From UPSC perspective, the following things are important :
Prelims level : Various types of Pardons
Mains level : Read the attached story
The Union Home Ministry issued a set of guidelines to the States and the Union Territories on the grant of special remission to prisoners to commemorate the 75th year of Independence.
What is the news?
- The decision comes as part of the Azadi Ka Amrit Mahotsav celebrations.
- The special remission would be granted to a certain category of prisoners, and they would be released in three phases.
What is Remission?
- The suspension is the stay or postponement of the execution of the sentence.
- In remission, the duration of the sentence is reduced, without changing the nature of the sentence.
- In remission, the nature of the sentence is remained untouched, while the duration is reduced i.e. the rest of the sentence need not be undergone.
- The effect of the remission is that the prisoner is given a certain date on which he shall be released and the eyes of the law he would be a free man.
- However, in case of breach of any of the condition of remission, it will be cancelled and the offender has to serve the entire term for which he was originally sentenced.
Constitutional provisions for Remission
- ‘Prisons’ is a State subject under the State List of the Seventh Schedule of the Constitution.
- Indian laws provide pardoning power sourcing from statuary and constitutional authorities.
- By virtue of Article 72 and 161 of the Constitution of India, the President and Governor can grant pardon, to suspend, remit or commute a sentences passed by the courts.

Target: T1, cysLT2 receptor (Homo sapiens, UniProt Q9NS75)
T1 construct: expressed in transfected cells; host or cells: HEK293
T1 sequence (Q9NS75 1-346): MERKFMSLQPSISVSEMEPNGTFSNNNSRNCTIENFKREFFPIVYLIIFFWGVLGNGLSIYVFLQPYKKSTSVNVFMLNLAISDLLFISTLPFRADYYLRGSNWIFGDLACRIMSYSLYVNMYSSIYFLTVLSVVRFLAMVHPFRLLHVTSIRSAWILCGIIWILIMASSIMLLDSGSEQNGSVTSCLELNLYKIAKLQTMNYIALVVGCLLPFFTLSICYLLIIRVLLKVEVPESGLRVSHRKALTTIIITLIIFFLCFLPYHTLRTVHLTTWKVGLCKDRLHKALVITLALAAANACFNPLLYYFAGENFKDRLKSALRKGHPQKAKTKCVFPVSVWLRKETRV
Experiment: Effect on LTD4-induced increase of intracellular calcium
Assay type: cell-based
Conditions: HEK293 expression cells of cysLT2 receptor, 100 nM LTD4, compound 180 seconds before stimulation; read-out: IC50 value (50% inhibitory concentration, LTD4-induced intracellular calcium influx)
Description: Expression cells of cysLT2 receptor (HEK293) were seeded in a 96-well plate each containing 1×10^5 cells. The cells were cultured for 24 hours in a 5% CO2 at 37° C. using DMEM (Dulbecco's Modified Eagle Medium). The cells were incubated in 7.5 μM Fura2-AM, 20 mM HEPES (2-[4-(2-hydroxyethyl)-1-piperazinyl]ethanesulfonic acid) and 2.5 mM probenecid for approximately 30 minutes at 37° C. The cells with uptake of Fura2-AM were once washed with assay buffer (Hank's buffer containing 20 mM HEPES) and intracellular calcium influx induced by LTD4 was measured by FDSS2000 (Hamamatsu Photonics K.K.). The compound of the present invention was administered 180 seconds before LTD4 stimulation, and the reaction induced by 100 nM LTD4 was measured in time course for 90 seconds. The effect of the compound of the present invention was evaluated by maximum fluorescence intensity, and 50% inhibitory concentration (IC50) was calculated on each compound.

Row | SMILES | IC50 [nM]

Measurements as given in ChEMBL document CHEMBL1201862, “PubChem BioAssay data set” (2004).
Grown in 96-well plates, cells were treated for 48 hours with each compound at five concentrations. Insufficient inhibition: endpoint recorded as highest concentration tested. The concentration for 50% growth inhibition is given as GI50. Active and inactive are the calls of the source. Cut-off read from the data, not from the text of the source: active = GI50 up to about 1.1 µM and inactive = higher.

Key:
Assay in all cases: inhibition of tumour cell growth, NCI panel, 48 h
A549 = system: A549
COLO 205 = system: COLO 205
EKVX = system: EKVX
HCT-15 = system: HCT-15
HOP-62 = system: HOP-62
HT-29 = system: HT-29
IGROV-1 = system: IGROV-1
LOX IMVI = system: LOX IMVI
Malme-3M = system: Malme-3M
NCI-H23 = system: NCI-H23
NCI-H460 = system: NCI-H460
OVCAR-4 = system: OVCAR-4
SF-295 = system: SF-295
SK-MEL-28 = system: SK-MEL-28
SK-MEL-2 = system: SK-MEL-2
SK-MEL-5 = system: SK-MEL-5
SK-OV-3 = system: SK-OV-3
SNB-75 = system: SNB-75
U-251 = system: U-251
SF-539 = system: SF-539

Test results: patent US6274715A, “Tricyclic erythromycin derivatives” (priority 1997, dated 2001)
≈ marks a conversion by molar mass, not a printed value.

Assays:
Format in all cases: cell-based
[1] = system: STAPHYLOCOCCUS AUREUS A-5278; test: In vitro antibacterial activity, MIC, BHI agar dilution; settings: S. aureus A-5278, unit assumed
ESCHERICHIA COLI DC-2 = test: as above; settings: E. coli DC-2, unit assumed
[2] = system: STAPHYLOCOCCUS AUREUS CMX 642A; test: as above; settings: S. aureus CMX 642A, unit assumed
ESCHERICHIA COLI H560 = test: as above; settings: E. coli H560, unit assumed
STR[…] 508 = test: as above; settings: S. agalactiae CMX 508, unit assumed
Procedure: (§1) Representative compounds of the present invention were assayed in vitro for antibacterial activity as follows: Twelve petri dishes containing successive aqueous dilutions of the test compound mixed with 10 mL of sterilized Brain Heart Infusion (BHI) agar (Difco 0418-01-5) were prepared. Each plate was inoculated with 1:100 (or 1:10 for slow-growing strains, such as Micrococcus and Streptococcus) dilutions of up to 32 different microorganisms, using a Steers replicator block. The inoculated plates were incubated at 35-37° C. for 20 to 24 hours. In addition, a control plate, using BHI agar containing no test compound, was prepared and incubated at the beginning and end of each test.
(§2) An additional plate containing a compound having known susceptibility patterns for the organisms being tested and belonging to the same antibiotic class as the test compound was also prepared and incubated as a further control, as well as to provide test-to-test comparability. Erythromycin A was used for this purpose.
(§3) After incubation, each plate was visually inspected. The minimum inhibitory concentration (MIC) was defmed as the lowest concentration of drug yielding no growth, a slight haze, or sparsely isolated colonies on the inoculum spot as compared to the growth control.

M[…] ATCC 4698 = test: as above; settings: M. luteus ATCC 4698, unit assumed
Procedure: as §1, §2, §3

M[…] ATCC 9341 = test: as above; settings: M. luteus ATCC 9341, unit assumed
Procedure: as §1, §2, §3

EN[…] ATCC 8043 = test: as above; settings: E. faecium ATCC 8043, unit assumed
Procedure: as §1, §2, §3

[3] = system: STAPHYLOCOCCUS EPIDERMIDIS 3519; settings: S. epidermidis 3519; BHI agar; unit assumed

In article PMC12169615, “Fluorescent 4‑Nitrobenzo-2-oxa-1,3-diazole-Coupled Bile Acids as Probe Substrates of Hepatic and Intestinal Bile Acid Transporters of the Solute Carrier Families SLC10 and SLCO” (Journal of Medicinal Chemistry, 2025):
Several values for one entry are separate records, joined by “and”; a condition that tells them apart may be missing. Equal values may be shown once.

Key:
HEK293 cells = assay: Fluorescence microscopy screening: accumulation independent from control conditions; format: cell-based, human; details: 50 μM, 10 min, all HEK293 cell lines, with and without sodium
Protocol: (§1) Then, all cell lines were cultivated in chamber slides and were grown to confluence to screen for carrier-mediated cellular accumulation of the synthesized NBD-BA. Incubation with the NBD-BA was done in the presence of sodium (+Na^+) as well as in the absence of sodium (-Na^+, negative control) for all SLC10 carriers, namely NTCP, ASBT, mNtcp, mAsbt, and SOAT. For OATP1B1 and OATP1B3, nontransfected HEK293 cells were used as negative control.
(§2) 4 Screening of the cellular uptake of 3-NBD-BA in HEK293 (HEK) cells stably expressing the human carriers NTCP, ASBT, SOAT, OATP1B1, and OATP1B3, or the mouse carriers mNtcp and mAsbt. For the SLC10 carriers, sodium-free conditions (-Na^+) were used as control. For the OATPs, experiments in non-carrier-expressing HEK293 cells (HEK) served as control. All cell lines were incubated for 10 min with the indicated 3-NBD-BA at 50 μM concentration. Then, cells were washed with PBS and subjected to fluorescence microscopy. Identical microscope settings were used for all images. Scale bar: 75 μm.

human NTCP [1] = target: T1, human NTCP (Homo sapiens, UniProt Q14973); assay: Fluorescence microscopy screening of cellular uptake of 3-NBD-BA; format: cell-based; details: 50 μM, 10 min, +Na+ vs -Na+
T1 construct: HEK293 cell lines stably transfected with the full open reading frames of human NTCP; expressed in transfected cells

What are the new norms?
The prisoners who would qualify for premature release under the scheme are:
- Women and transgender convicts of ages 50 and above
- Male convicts of 60 and above who have completed 50% of their total sentence period without counting the period of general remission earned
- Physically challenged or disabled convicts with 70% disability and more who have completed 50% of their total sentence period
- Terminally ill convicts
- Convicted prisoners who have completed two-thirds (66%) of their total sentence
- Poor or indigent prisoners who have completed their sentence but are still in jail due to non-payment of fine imposed on them by waiving off the fine
- Persons who committed an offence at a young age (18-21) and with no other criminal involvement or case against them and who have completed 50% of their sentence period would also be eligible for the remission
Exceptions to these norms
Following persons would not be eligible for the grant of special remission:
- Persons convicted with death sentence or where death sentence has been commuted to life imprisonment or persons convicted for an offence for which punishment of death has been specified as one of the punishments
- Persons convicted with sentence of life imprisonment
- Convicts involved in terrorist activities or persons convicted under the Terrorist and Disruptive (Prevention) Act, 1985, Prevention of Terrorist Act, 2002, Unlawful Activities (Prevention) Act, 1967, Explosives Act, 1908, National Security Act, 1982, Official Secrets Act, 1923, and Anti-Hijacking Act, 2016